iMovie Theater does have a few limitations, unfortunately. Unlike Photo Stream, any video you share counts toward your iCloud storage limit; people with the default 5GB of storage may find themselves quickly running out of room. If you re-export a project video, it appears as a duplicate, rather than replacing the old version. And perhaps most annoyingly, you can’t share projects—only final videos. Project sharing can still be done from iOS device to iOS device, but you currently can’t transfer projects to the Mac.
New effects and advancements
It would be wrong to review iMovie without spending some time talking about its new editing features, and though the changes aren’t as plentiful as they are in iMovie for OS X, they’re still impressive, adding more pizzazz to an already easy editing experience.
Hello, Undo button: Undo is hyper-prominent in iMovie for iOS—it’s shaped like a small U-turn arrow on iOS devices, and appears right next to your timeline. It’s exceedingly useful, especially when it comes to removing whatever multitouch-gesture mistake you may have made. (My favorite: Swiping up on a clip cuts it and creates a freeze frame. Swiping down creates a standard cut. Remembering which one is which is a super-fun game.)
Multilayer editing: Though you can’t drag clips on top of each other to create an overlay in iOS (as you can on the Mac), you still get access to the OS X version’s picture-in-picture and overlay options for clips. On the iPad, you position your timeline cursor, select the clip you want from the media library (shown outright on the iPad, but hidden behind a strip-and-note icon on the iPhone), and tap the ellipses button. From there, it’s up to you whether you want an overlay, picture-in-picture, or side-by-side clip.
Once you import that clip, you can move it anywhere on a newly created second video line—but, sadly, there’s no way currently to drop it back into the main timeline. That’s something for Apple to improve on in its next update, with any luck.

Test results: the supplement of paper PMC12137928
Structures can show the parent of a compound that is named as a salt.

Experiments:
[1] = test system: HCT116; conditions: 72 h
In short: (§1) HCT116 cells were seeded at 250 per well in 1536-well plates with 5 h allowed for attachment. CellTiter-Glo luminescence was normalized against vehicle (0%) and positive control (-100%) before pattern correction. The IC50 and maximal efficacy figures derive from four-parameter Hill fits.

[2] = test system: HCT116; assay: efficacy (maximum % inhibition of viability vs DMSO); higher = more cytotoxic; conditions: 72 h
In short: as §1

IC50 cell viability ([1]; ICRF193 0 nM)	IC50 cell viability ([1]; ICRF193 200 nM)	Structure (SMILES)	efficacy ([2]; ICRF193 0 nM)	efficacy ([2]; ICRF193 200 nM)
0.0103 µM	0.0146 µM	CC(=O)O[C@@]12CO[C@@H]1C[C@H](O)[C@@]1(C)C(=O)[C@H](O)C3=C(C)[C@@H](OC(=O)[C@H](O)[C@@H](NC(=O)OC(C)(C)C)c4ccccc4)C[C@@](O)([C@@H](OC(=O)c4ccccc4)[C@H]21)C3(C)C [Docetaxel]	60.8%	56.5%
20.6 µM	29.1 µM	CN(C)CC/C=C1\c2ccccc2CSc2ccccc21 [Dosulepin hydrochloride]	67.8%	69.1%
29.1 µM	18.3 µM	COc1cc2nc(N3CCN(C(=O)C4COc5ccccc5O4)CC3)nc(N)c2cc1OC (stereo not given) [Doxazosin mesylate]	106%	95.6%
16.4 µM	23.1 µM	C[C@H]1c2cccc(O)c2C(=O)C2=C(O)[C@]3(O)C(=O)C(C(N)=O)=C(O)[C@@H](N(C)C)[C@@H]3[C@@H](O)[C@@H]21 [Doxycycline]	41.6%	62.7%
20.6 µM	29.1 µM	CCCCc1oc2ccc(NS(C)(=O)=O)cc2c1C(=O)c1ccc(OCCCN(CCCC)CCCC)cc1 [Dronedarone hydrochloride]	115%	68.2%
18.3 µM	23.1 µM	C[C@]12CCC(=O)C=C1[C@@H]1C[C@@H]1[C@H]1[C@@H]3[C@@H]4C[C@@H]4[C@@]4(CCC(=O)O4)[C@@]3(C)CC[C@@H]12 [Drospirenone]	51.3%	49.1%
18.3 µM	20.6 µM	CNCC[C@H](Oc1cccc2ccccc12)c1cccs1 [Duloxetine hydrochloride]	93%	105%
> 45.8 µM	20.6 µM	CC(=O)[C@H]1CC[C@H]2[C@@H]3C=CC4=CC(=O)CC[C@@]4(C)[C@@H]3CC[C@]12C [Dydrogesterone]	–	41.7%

Effects changes: Whether you want to speed up or slow down a clip, duplicate it, add a title, or split/freeze a clip, you can do so from iMovie’s redesigned Effects menu. Tap a clip, and the menu appears at the bottom of the screen; you can view each screen’s set of items by tapping on the ellipses to the right of the buttons, or you can tap on a button to add the effect. (Weirdly, you can’t swipe on the Effects menu, as the ellipses suggest.)
Bullet time: If you want to go for the more-nuanced speed variations found in the iPhone 5s Camera Roll, you’ll need to use the speed controls in editing mode. The best way to do this is to split up a single clip into multiple sections and decrease the speed for the middle clip; however, if you prefer, you can just do a straight speed adjustment. iMovie’s adjustments range from one-quarter to two times the normal speed of the clip.
New audio advancements: The first version of iMovie for iOS lacked any sort of major audio adjustments beyond the ability to set a background track; this version acknowledges that shortcoming and adds a whole host of options, including detaching audio, splitting audio clips, changing the speed and pitch, fading and duplicating clips, and sending them to the background. Though working with audio can be a little tricky on the iPhone, it’s still surprisingly doable.
Slo-mo recording in-app: If your device supports 120-fps video, iMovie has an in-app camera available that lets you toggle between 1080p at 30-fps video and 720p at 120-fps (or 60-fps, if you’re on an older device like a non-Retina iPad mini or an iPhone 5). It’s a nice option for inserting clips into trailers or other places in your timeline.
New gesture—pinch to crop: The iMovie app for iOS gets another great multitouch gesture in this update: You pinch to crop video. Tap on a clip, and a magnifying glass appears; tap the magnifying glass to pinch and pan around the clip until you have it framed the way you want.
iMovie for iOS remains as easy as ever for cutting together quick films, and now Apple has also simplified both the organization and the sharing of stand-alone clips. I do wish there were more video effects options beyond slow-motion and picture-in-picture, but I suppose Apple has to save something for version 3.0. Project sharing, too, could use some work; and while using AirDrop is great, it seems crazy not to also offer iCloud uploading and sharing via iMovie Theater. These nitpicks aside, however, the software is a must-have for anyone who wants to shoot video on their iOS device.